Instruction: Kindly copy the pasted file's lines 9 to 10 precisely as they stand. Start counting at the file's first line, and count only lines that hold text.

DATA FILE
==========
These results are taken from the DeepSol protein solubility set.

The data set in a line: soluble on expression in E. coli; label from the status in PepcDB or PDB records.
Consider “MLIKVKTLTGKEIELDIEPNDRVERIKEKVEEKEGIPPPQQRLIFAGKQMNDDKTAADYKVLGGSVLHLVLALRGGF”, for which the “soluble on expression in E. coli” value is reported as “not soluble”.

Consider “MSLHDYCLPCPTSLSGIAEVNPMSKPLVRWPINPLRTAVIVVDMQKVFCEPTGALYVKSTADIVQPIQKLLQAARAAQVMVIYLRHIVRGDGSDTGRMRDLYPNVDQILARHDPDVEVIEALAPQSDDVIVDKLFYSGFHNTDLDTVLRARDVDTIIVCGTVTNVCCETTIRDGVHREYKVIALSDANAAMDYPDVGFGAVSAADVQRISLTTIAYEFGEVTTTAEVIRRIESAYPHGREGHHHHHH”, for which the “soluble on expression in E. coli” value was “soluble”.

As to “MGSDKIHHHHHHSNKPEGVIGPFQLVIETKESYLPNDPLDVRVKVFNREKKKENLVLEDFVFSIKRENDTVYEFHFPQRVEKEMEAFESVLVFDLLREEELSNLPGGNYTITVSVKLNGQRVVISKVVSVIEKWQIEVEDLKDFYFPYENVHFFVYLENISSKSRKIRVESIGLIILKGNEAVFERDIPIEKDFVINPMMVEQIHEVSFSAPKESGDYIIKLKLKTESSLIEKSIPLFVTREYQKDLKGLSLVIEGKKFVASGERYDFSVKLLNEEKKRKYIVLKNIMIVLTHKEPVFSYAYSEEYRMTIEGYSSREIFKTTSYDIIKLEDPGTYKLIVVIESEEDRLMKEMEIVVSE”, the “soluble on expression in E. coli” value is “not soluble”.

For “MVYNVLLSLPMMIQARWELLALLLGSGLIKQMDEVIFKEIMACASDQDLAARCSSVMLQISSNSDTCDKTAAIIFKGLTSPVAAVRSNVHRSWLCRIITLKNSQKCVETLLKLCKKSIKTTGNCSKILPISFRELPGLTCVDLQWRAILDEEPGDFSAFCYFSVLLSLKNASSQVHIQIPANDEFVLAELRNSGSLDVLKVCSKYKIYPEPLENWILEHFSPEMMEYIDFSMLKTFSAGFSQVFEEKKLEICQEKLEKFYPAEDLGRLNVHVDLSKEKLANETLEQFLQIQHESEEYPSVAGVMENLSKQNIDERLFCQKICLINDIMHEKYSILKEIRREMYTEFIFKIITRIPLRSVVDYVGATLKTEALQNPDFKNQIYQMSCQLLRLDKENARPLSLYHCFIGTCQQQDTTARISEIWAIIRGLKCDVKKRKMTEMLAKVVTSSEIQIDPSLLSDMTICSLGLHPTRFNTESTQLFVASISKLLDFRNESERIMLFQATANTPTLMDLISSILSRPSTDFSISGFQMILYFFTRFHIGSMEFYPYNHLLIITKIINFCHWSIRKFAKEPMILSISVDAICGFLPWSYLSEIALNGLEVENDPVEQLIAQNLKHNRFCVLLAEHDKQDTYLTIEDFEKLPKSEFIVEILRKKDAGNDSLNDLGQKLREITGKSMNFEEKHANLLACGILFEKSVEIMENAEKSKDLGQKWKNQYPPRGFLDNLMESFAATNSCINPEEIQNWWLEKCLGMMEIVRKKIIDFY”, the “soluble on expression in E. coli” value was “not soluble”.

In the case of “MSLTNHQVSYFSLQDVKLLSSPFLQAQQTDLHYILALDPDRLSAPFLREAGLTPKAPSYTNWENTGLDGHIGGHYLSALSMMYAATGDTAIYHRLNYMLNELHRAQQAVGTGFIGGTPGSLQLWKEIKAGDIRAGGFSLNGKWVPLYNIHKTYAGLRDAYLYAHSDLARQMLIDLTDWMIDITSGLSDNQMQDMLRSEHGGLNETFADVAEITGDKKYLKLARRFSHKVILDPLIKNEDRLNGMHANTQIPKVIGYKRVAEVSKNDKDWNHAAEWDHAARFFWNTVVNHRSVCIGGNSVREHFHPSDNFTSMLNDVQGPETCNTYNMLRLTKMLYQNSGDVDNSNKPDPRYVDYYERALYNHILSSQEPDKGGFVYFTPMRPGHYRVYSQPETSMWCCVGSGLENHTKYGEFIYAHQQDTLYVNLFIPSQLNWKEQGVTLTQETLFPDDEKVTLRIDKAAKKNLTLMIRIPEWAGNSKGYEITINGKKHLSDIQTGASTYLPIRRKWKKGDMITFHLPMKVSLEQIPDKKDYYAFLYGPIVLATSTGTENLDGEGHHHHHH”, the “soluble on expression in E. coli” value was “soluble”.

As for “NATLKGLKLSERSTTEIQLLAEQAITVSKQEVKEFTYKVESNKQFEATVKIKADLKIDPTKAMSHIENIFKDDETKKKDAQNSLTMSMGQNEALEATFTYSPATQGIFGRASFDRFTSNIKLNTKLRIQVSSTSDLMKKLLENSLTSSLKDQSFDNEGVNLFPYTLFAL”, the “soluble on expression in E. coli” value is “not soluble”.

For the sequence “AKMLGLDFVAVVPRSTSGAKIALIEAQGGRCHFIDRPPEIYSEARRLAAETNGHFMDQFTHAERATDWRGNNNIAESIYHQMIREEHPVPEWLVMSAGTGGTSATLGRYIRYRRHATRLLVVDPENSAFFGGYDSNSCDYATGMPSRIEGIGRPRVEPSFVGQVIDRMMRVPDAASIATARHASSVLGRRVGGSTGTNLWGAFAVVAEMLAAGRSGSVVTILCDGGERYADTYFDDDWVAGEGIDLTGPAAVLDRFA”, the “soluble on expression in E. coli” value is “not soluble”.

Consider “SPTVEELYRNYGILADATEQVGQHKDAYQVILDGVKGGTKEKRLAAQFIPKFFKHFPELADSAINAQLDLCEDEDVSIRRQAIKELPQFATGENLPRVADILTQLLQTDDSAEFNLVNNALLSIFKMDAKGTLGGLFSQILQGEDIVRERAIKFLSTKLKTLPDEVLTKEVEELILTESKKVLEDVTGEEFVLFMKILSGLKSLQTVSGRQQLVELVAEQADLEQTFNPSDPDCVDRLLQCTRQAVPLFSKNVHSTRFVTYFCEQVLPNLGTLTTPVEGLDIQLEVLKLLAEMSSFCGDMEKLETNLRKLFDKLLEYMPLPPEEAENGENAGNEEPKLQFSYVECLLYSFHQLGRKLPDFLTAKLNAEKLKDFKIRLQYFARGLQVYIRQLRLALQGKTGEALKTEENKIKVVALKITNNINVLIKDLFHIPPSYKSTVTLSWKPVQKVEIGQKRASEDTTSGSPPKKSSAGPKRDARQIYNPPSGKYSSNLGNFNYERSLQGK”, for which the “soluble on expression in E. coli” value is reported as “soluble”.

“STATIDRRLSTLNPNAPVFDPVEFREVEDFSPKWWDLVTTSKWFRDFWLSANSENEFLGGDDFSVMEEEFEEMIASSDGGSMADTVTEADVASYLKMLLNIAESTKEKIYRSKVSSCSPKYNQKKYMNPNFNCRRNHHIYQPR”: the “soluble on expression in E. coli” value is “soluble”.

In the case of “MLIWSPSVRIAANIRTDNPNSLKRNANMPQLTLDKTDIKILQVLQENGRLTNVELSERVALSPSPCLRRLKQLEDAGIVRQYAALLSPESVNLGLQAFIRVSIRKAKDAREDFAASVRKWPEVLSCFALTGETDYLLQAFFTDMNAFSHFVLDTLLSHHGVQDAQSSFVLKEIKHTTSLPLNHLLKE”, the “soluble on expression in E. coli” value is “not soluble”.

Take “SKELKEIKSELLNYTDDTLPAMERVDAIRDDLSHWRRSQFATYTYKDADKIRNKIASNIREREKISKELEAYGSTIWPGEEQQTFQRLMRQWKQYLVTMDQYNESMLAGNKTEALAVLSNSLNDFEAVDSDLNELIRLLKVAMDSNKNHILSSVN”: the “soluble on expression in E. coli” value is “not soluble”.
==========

For the sequence “AKMLGLDFVAVVPRSTSGAKIALIEAQGGRCHFIDRPPEIYSEARRLAAETNGHFMDQFTHAERATDWRGNNNIAESIYHQMIREEHPVPEWLVMSAGTGGTSATLGRYIRYRRHATRLLVVDPENSAFFGGYDSNSCDYATGMPSRIEGIGRPRVEPSFVGQVIDRMMRVPDAASIATARHASSVLGRRVGGSTGTNLWGAFAVVAEMLAAGRSGSVVTILCDGGERYADTYFDDDWVAGEGIDLTGPAAVLDRFA”, the “soluble on expression in E. coli” value is “not soluble”.

Consider “SPTVEELYRNYGILADATEQVGQHKDAYQVILDGVKGGTKEKRLAAQFIPKFFKHFPELADSAINAQLDLCEDEDVSIRRQAIKELPQFATGENLPRVADILTQLLQTDDSAEFNLVNNALLSIFKMDAKGTLGGLFSQILQGEDIVRERAIKFLSTKLKTLPDEVLTKEVEELILTESKKVLEDVTGEEFVLFMKILSGLKSLQTVSGRQQLVELVAEQADLEQTFNPSDPDCVDRLLQCTRQAVPLFSKNVHSTRFVTYFCEQVLPNLGTLTTPVEGLDIQLEVLKLLAEMSSFCGDMEKLETNLRKLFDKLLEYMPLPPEEAENGENAGNEEPKLQFSYVECLLYSFHQLGRKLPDFLTAKLNAEKLKDFKIRLQYFARGLQVYIRQLRLALQGKTGEALKTEENKIKVVALKITNNINVLIKDLFHIPPSYKSTVTLSWKPVQKVEIGQKRASEDTTSGSPPKKSSAGPKRDARQIYNPPSGKYSSNLGNFNYERSLQGK”, for which the “soluble on expression in E. coli” value is reported as “soluble”.